by James A. Bacon
The fiscal chickens are coming home to roost in Petersburg, which has racked up some $19 million in unpaid bills and is on track to run a $12 million deficit this year. The city is learning what happens when vendors are scared of not getting paid.
Yesterday, we heard that Central Virginia’s regional waste management authority was threatening to suspend the city’s garbage pickup and recycling services due to $632,000 in unpaid bills. Today we read that one vendor has repossessed $390,000 worth of new firefighter breathing apparatuses, while another, owed about $1 million, has terminated a contract to service police cars, fire trucks and other city vehicles.
First Vehicle Services Inc., a national vendor, claims to be owed $1.1 million, according to the Richmond Times-Dispatch. The city asserts that it owes only $844,000. The contract was terminated in April at the city’s request, city officials say, to move all repairs in-house as a budget efficiency.
Meanwhile, Richmond-based Fire Protection Equipment Co. repossessed 53 new breathing apparatuses purchased through a Federal Emergency Management Agency grant. Under the grant, FEMA would pay 90% of the $568,000 tab while the city paid 10%.
According to Deputy Fire Chief Brian Sturdivant, the FEMA funds arrived in two payments, but he doesn’t know what happened to the money: “That’s a question for the city manager. We have followed the requirements of the grant, but once the paperwork leaves the fire department, it heads straight to City Hall.”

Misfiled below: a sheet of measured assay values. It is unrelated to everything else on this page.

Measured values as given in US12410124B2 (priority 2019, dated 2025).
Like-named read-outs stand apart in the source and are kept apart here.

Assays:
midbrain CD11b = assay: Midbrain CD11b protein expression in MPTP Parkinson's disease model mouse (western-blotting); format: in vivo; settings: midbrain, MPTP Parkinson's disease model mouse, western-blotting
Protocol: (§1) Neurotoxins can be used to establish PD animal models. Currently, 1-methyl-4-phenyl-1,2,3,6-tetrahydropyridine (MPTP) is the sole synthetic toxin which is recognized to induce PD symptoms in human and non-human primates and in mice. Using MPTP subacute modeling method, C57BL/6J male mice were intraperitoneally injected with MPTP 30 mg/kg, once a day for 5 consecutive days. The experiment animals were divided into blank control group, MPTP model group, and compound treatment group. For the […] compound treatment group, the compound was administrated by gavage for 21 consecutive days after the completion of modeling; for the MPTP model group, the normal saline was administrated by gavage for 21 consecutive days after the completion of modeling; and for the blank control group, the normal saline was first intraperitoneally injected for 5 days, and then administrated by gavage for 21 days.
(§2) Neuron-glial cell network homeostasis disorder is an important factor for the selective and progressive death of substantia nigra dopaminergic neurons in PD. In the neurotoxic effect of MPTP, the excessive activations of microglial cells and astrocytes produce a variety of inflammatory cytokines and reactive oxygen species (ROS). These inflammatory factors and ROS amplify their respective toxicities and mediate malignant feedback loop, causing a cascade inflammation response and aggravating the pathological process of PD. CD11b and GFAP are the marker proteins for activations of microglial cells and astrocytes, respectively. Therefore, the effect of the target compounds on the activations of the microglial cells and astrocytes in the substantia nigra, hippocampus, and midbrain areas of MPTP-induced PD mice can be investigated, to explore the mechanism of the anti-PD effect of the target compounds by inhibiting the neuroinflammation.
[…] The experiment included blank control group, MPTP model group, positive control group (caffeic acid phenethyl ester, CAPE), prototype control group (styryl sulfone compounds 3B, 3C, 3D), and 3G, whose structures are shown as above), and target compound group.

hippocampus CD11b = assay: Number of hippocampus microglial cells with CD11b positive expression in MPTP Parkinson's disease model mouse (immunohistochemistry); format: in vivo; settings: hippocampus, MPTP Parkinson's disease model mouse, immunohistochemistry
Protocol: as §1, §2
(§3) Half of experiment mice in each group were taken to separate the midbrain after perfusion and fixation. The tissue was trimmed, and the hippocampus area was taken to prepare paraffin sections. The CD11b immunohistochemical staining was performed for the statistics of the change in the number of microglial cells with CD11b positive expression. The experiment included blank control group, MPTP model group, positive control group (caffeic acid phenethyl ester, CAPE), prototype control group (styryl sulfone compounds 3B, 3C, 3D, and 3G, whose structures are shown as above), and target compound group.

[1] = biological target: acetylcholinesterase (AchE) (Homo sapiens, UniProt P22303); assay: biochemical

The new breathing apparatus replaced older equipment that was suffering wear and tear. Last month, older equipment failed for two firefighters, one of whom had to be treated for smoke inhalation.
Meanwhile, the fire department has suspended annual physicals for its firefighters due to an unpaid balance with its contracted physician.
Bacon’s bottom line: Now that vendors understand Petersburg’s perilous fiscal condition, they’re stampeding toward the exits. As they try to limit their exposure, one piece of bad news feeds the next. It’s ugly, and it’s terrifying, and it’s putting Petersburg citizens and employees at risk. But this is what happens when a local government experiences a financial meltdown.
Hopefully, Petersburg will serve as a sobering example for others. Virginians need to move beyond the gawking-at-the-fiscal-car-wreck phase and start asking serious questions. Is Petersburg a one-off situation, or is it suffering from systemic challenges that potentially threaten other Virginia localities? If other localities are in earlier stages of financial collapse, is their predicament due to managerial ineptitude, flawed policies, or structural issues beyond their ability to control? What can be done to ensure that similar meltdowns don’t happen to anyone else?